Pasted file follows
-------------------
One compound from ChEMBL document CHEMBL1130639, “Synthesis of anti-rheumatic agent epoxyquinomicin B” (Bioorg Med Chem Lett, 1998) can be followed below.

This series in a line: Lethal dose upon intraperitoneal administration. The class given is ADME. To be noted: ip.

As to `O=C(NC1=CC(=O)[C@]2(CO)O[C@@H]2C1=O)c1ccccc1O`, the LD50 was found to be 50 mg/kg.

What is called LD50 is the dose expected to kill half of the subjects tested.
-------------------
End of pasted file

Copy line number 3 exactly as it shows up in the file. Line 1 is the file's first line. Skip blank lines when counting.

As to `O=C(NC1=CC(=O)[C@]2(CO)O[C@@H]2C1=O)c1ccccc1O`, the LD50 was found to be 50 mg/kg.